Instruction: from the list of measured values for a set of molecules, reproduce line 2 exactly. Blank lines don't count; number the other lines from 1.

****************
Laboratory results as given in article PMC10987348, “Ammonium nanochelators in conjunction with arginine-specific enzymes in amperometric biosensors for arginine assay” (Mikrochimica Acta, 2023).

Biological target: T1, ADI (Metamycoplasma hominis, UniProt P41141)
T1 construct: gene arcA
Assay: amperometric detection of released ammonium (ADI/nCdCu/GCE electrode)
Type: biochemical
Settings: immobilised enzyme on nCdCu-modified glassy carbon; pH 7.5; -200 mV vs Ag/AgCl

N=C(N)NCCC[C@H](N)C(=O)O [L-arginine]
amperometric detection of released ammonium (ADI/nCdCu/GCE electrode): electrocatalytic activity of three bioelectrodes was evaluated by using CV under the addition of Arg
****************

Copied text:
Biological target: T1, ADI (Metamycoplasma hominis, UniProt P41141)